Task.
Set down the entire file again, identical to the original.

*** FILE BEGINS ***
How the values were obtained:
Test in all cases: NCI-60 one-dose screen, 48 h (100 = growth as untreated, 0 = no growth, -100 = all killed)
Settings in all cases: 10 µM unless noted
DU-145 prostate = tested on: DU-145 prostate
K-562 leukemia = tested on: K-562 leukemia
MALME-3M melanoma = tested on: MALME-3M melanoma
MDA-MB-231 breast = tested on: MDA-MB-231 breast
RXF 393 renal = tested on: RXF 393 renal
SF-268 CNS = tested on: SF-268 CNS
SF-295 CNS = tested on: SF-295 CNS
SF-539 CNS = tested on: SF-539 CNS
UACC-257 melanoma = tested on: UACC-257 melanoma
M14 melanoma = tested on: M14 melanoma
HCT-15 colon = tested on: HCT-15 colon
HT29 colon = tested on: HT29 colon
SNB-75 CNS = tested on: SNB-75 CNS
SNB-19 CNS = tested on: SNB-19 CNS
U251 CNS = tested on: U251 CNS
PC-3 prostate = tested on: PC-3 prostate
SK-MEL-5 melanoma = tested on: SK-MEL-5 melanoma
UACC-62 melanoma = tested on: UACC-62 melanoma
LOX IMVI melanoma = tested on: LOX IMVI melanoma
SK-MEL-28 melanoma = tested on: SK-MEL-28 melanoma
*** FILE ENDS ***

How the values were obtained:
Test in all cases: NCI-60 one-dose screen, 48 h (100 = growth as untreated, 0 = no growth, -100 = all killed)
Settings in all cases: 10 µM unless noted
DU-145 prostate = tested on: DU-145 prostate
K-562 leukemia = tested on: K-562 leukemia
MALME-3M melanoma = tested on: MALME-3M melanoma
MDA-MB-231 breast = tested on: MDA-MB-231 breast
RXF 393 renal = tested on: RXF 393 renal
SF-268 CNS = tested on: SF-268 CNS
SF-295 CNS = tested on: SF-295 CNS
SF-539 CNS = tested on: SF-539 CNS
UACC-257 melanoma = tested on: UACC-257 melanoma
M14 melanoma = tested on: M14 melanoma
HCT-15 colon = tested on: HCT-15 colon
HT29 colon = tested on: HT29 colon
SNB-75 CNS = tested on: SNB-75 CNS
SNB-19 CNS = tested on: SNB-19 CNS
U251 CNS = tested on: U251 CNS
PC-3 prostate = tested on: PC-3 prostate
SK-MEL-5 melanoma = tested on: SK-MEL-5 melanoma
UACC-62 melanoma = tested on: UACC-62 melanoma
LOX IMVI melanoma = tested on: LOX IMVI melanoma
SK-MEL-28 melanoma = tested on: SK-MEL-28 melanoma